February 4, 1862 – Virginia Governor John Letcher dispatched Congressman Alexander Boteler to Winchester to persuade Major General Thomas J. “Stonewall” Jackson to withdraw his resignation from the Confederate army.
The day after Jackson submitted his request to either return to the Virginia Military Institute or resign from the army, Boteler, representing a district in the Shenandoah Valley, stormed into the office of Secretary of War Judah P. Benjamin with the letter in hand. When Boteler protested the order prompting Jackson’s letter, Benjamin sent him to President Jefferson Davis.
Boteler showed Jackson’s letter to Davis, who said, “I’ll not accept it, sir!” The congressman then met with Letcher, who had not yet received Jackson’s request to help him get his job back at V.M.I. Enraged, Letcher publicly berated Benjamin and his staff and demanded that the secretary not accept Jackson’s resignation. Benjamin agreed. Letcher then sent Boteler to Winchester.
Meanwhile, General Joseph E. Johnston, Jackson’s superior, received his message of January 31 and a second message from Jackson asking Johnston to countermand Benjamin’s order. Johnston, who did not want to lose such a valuable officer, waited a few days before finally forwarding both messages to the War Department. During that time, Johnston wrote a personal letter to Jackson pleading with him to reconsider.
Acknowledging that Jackson was right to resent such an order, Johnston explained that he too had experienced difficulties in dealing with the administration. Nevertheless, “The danger in which our very existence as an independent people lies requires sacrifices from us all who have been educated as soldiers.” He assured Jackson that he was writing “not merely from warm feelings of personal regard, but from the official opinion which makes me regard you as necessary to the service of the country in your present position.”
In forwarding Jackson’s messages to Benjamin, Johnston added a note to the resignation letter stating that he did not “know how the loss of this officer can be supplied.” Johnston also added a note to the second message: “Respectfully forwarded to the Secretary of War, whose orders I cannot countermand.”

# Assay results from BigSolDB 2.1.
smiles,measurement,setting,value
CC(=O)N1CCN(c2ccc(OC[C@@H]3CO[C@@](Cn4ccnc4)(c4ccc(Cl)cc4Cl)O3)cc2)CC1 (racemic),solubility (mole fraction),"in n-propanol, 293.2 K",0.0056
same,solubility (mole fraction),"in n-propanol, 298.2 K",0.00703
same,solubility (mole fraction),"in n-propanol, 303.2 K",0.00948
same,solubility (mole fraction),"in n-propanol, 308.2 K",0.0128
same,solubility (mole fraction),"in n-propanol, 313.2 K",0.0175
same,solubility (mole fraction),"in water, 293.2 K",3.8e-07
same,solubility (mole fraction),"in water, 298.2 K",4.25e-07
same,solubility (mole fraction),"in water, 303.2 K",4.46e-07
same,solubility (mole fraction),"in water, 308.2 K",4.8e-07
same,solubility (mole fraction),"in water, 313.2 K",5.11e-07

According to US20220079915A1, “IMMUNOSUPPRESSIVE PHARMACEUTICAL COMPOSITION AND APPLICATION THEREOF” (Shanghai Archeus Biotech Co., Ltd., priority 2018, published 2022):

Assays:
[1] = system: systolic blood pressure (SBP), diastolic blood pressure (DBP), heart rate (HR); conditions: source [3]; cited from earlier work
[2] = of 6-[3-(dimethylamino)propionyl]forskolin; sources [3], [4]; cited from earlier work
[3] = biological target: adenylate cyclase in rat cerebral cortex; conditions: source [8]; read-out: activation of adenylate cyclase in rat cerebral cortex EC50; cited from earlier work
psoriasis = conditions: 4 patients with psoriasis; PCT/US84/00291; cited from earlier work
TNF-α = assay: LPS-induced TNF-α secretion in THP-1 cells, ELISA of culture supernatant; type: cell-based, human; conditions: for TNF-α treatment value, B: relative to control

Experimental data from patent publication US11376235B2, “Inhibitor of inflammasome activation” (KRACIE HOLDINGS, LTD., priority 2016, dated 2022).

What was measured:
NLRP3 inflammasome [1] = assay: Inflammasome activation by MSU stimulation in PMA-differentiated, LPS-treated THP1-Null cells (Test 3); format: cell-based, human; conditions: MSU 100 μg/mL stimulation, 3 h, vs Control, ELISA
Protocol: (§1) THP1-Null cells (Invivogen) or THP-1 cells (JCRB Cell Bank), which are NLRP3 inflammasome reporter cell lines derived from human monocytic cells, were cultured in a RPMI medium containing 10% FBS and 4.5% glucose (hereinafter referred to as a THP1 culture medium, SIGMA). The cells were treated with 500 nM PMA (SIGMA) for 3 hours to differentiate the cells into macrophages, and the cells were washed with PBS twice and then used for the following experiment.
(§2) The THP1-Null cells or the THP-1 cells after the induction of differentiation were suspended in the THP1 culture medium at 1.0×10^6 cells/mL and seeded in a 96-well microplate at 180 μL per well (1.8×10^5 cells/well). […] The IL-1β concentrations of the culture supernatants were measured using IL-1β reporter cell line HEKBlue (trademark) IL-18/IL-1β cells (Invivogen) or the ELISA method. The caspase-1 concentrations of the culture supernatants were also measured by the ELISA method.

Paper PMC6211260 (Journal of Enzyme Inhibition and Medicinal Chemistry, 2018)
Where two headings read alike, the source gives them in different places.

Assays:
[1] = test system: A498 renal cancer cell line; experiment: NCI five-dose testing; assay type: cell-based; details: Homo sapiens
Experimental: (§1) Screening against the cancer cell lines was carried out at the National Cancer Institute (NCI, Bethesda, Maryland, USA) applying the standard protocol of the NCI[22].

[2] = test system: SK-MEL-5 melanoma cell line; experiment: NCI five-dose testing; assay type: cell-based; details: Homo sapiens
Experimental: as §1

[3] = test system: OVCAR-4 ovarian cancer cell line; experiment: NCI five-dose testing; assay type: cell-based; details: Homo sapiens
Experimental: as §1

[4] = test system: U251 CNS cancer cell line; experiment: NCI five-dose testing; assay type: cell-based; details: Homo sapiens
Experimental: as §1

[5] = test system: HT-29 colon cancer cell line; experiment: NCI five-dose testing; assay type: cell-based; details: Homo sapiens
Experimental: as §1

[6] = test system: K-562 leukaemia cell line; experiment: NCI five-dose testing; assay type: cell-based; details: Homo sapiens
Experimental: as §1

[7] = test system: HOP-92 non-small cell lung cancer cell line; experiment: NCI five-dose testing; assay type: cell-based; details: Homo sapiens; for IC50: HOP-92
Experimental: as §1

Boteler arrived at Jackson’s headquarters on February 6. By that time, Jackson had received many letters from supporters urging him to remain army commander, but he was still determined to resign. Boteler pleaded with Jackson to reconsider; Jackson agreed only if he could be assured that politicians “sitting at a desk 300 miles away” would not interfere with him.
Unable to give such an assurance, the congressman instead told Jackson that he had an obligation as a Virginian to defend his home state. Jackson angrily countered that he and his family had made great sacrifices in this war, and he would always be ready to defend Virginia “even if it be as a private in the ranks.” Eventually Jackson calmed down and realized, “If the Valley is lost, Virginia is lost.” He agreed to withdraw his resignation.
Jackson wrote to Governor Letcher explaining his decision. Still disagreeing with Benjamin’s order, he added that “if the Secretary persists in the ruinous policy complained of, I feel that no officer can serve his country better than by making his strongest possible protest against it, which, in my opinion, is done by tendering his resignation, rather than be a willful instrument in prosecuting the war upon a ruinous principle.”
His statement notwithstanding, Jackson retained his army command, and Benjamin indirectly withdrew his earlier orders. This became a moot point a day later when Federal forces reclaimed Romney, the object of Jackson’s January campaign. Benjamin settled the feud between Jackson and Brigadier General William W. Loring by promoting Loring to major general and transferring him to a command in southwestern Virginia. The secretary received intense criticism for his role in this affair.
CivilWarDailyGazette.com (multiple dates); Clark, Champ, Decoying the Yanks: Jackson’s Valley Campaign (Alexandria, VA: Time-Life Books, 1983), p. 58-59; Denney, Robert E., The Civil War Years: A Day-by-Day Chronicle (New York: Gramercy Books, 1992 [1998 edition]), p. 122; Foote, Shelby, The Civil War, A Narrative: Fort Sumter to Perryville (New York: Vintage Books, 1958), p. 224; Fredriksen, John C., Civil War Almanac (New York: Checkmark Books, 2007), p. 103; Longacre, Edward G., Historical Times Illustrated Encyclopedia of the Civil War (New York: Harper & Row, 1986, Patricia L. Faust ed.), p. 740-41; Smith, Dean E., Historical Times Illustrated Encyclopedia of the Civil War (New York: Harper & Row, 1986, Patricia L. Faust ed.), p. 538; Stanchak, John E., Historical Times Illustrated Encyclopedia of the Civil War (New York: Harper & Row, 1986, Patricia L. Faust ed.), p. 447-48